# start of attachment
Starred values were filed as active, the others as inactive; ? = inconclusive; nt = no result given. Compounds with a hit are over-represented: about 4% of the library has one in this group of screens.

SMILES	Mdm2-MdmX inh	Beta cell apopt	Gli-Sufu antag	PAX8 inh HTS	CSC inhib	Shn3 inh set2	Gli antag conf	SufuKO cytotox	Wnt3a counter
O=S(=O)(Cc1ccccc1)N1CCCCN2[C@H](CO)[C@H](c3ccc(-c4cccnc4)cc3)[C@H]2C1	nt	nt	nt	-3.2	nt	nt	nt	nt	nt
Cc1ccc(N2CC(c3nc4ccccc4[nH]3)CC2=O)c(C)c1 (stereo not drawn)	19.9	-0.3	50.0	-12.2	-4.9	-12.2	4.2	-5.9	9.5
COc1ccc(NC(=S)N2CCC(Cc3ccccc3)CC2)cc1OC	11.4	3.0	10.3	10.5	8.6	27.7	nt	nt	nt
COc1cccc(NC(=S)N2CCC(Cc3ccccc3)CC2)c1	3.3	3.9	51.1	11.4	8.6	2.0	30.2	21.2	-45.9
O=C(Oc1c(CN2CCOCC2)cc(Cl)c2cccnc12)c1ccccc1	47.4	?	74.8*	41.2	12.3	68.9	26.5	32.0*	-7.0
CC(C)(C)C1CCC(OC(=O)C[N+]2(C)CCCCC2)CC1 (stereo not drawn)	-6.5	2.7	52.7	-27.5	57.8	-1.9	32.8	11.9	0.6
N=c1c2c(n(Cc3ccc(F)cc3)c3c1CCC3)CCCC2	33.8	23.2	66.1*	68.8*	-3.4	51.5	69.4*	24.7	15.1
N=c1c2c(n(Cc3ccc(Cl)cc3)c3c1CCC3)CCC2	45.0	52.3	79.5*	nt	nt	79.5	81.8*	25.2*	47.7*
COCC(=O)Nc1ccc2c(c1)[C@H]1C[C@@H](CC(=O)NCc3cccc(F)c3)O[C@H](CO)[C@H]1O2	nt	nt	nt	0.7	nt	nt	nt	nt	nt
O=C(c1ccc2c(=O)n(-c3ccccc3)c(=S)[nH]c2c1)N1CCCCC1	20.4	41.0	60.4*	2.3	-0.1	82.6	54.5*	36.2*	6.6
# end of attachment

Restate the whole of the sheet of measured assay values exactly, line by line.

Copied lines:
Starred values were filed as active, the others as inactive; ? = inconclusive; nt = no result given. Compounds with a hit are over-represented: about 4% of the library has one in this group of screens.

SMILES	Mdm2-MdmX inh	Beta cell apopt	Gli-Sufu antag	PAX8 inh HTS	CSC inhib	Shn3 inh set2	Gli antag conf	SufuKO cytotox	Wnt3a counter
O=S(=O)(Cc1ccccc1)N1CCCCN2[C@H](CO)[C@H](c3ccc(-c4cccnc4)cc3)[C@H]2C1	nt	nt	nt	-3.2	nt	nt	nt	nt	nt
Cc1ccc(N2CC(c3nc4ccccc4[nH]3)CC2=O)c(C)c1 (stereo not drawn)	19.9	-0.3	50.0	-12.2	-4.9	-12.2	4.2	-5.9	9.5
COc1ccc(NC(=S)N2CCC(Cc3ccccc3)CC2)cc1OC	11.4	3.0	10.3	10.5	8.6	27.7	nt	nt	nt
COc1cccc(NC(=S)N2CCC(Cc3ccccc3)CC2)c1	3.3	3.9	51.1	11.4	8.6	2.0	30.2	21.2	-45.9
O=C(Oc1c(CN2CCOCC2)cc(Cl)c2cccnc12)c1ccccc1	47.4	?	74.8*	41.2	12.3	68.9	26.5	32.0*	-7.0
CC(C)(C)C1CCC(OC(=O)C[N+]2(C)CCCCC2)CC1 (stereo not drawn)	-6.5	2.7	52.7	-27.5	57.8	-1.9	32.8	11.9	0.6
N=c1c2c(n(Cc3ccc(F)cc3)c3c1CCC3)CCCC2	33.8	23.2	66.1*	68.8*	-3.4	51.5	69.4*	24.7	15.1
N=c1c2c(n(Cc3ccc(Cl)cc3)c3c1CCC3)CCC2	45.0	52.3	79.5*	nt	nt	79.5	81.8*	25.2*	47.7*
COCC(=O)Nc1ccc2c(c1)[C@H]1C[C@@H](CC(=O)NCc3cccc(F)c3)O[C@H](CO)[C@H]1O2	nt	nt	nt	0.7	nt	nt	nt	nt	nt
O=C(c1ccc2c(=O)n(-c3ccccc3)c(=S)[nH]c2c1)N1CCCCC1	20.4	41.0	60.4*	2.3	-0.1	82.6	54.5*	36.2*	6.6